Siena (forestfolk, Book 1)

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Chapter 11

Before I left the lake, I noticed some tall plants growing near the water’s edge with long, flat fronds. An idea popped into my head, and I gathered an armload to take back to my cabin.

I spent the rest of the day and part of the night weaving and shaping, pausing only to eat. In the morning I continued my work, obsessively determined to finish. When I finally did, I held both hats in my hands, a tired smile on my face. I put one on. The frayed edges dangled and bobbed as I moved, but the hat held together and didn’t poke my head.

It was already mid-day by the time I inhaled breakfast and made my way to Davin’s little outdoor work space. I found him bent over his table, cutting strips of hide with a knife. He looked up as I approached, and a smile broke out on his lined face.

“I was beginning to think you’d welched on our deal!” He set his knife aside.

“I was working on something,” I said and produced one of the hats.

“Well, what have we here?” He took the hat and examined it. “Fine workmanship, quite fine.”

“It’s yours.”

He peered up at me, brown eyes studying my face for signs of a joke.

“I-I made it for you,” I stuttered, worrying that maybe he didn’t like it, or had no need for it. Maybe it was a stupid idea to begin with.

He pulled the hat over his thinning hair and dipped his head from side to side. “A fine hat, a fine hat. How could you have known I wanted one?”

“You did?” I grinned and fiddled with the brim of the other hat. “Well, I noticed everyone else had a roof to work under, and you didn’t. So I thought maybe a hat would be nice.”

He nodded, adjusted his hat, and said, “A more considerate person I never did meet. You’ve just made an old man’s day. Tell me, how did you get to be so thoughtful?”

“Um . . .” He might as well have asked me how to leap to the top of a tree.

He reached for my hand and patted it. “Never mind that. How are your new shoes working out for you?”

“Oh, I love them! Thank you, Davin. They’re so comfortable, sometimes I forget I have them on. Except when I kick pinecones, then I notice how much my feet don’t hurt!”

Davin laughed, the sound thin and wheezy. “You better watch it with the kicking, or your toes will start sticking out of the holes.” He laughed again.

I smiled and sat on a stump. “How long have you been making shoes?” This time, it wasn’t an effort to make conversation.

“Oh, not long. Not in the grand scheme of things anyway. I used to be a trader, you know. Back when I was young and handsome. Back before all this tribe domination and raiding nonsense. Those were peaceful times. I’d go from tribe to tribe, trading goods, visiting people. I loved it.”

All the tribes?” I asked, having trouble imagining the peace he described. “Even the Zurbo tribe?”

His eyes looked far away, wistful. “Especially the Zurbo tribe.”

“Really?” Now his story sounded even less believable.

He eyed me and said, “You better believe it! I loved the ladies, and in my line of work, there was never a lack of them. There was one though . . .” His eyes lost focus and his face seemed years younger as he spoke. “She was magnificent. Raven-black hair, gray eyes like granite that saw right through me. Didn’t fawn all over me like the other girls did. I was handsome, you know.”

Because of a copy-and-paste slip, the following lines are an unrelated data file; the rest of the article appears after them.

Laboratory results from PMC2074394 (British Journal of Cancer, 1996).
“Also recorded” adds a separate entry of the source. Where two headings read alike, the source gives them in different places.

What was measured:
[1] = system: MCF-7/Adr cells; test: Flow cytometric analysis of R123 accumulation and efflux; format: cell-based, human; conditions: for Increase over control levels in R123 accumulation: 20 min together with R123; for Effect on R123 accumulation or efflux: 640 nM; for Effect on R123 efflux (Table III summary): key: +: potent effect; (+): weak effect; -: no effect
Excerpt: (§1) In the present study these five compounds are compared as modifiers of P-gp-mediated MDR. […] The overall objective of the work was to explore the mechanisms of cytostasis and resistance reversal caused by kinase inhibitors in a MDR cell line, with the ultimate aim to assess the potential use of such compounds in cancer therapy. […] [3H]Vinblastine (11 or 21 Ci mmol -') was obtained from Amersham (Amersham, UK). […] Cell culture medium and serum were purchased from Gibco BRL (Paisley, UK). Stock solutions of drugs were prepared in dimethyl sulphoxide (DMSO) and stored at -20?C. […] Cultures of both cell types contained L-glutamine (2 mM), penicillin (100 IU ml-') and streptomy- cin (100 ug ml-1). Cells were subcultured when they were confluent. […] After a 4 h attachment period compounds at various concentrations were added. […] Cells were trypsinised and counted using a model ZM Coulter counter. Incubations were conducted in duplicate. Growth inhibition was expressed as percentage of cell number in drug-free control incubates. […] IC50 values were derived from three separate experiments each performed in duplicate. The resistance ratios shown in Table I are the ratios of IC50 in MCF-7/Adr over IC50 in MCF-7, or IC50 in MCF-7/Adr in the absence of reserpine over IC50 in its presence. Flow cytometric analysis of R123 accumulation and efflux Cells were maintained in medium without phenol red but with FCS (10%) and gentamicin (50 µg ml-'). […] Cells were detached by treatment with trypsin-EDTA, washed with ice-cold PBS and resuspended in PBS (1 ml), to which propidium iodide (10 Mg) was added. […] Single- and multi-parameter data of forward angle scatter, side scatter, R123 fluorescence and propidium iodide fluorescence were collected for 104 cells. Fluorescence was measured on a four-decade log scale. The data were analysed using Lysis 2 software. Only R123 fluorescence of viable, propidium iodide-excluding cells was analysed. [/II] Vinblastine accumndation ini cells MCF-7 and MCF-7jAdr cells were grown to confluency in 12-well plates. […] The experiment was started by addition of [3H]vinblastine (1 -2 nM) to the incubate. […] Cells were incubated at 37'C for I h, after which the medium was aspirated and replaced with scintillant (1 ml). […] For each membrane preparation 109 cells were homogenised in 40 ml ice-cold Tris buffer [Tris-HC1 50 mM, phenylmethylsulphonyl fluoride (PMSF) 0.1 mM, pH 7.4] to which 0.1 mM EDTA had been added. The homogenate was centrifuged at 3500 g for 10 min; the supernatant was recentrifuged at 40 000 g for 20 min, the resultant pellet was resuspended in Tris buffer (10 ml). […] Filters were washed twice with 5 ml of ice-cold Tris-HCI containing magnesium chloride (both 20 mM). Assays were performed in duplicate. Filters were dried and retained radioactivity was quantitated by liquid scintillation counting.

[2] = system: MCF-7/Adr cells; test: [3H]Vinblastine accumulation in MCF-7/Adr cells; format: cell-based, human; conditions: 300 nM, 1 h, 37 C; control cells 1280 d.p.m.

I nodded and grinned, eager to hear more of his story. “What happened next?”

“She wouldn’t have me!”

“What?” The story was a lot less romantic than I had imagined.

“She told me I was stubborn, selfish, and a womanizer. And she was right. But get this, she also said that, deep down, I had a good heart. Can you imagine that? All that from just one look at me.”

“I don’t know about that other stuff, but she was right,” I said, glancing down at my shoes. “You do have a good heart. And it’s not that deep down.”

“Hush, girl. If rumors start spreading about me, I’ll know it was you.”

I giggled and asked, “And then what happened?”

“Well, me being the stubborn fool that I am, I kept at it. Brought her things from the other tribes that she’d never seen before. She couldn’t keep them, though. Said captives weren’t allowed.”

I blanched. “She was a captive?”

He tapped my knee. “Don’t look so surprised. Captives had a bit more freedom back then. We talked, I told her sweet things, but I don’t know. I could never read her like she could read me. Then one day she told me I couldn’t see her anymore and that was that.”

“That’s it?” I said, disappointed. “You didn’t keep trying?”

“Of course I did! That’s what it means to be stubborn. But she wouldn’t come to meet me anymore. Never explained why.” Davin’s eyes cast down for a moment. “Then there was a new chieftain and they stopped trading altogether. I wasn’t allowed to visit anymore.”

“So you never saw her again?” I tried not to pout.

“Nope. But I do carry her memory around with me. I stole a kiss once,” he said, eyes sparkling. “We’d been talking, and the moon was full, and the moment was right. I went for it, and she didn’t stop me. Not right away, anyway. It was just a kiss, but still the best night of my life.”



Zoe Blessing

#41 in Young adult
#48 in Fantasy
#6 in Action fantasy

Story about: coming of age, powers, adventure

Edited: 01.02.2019

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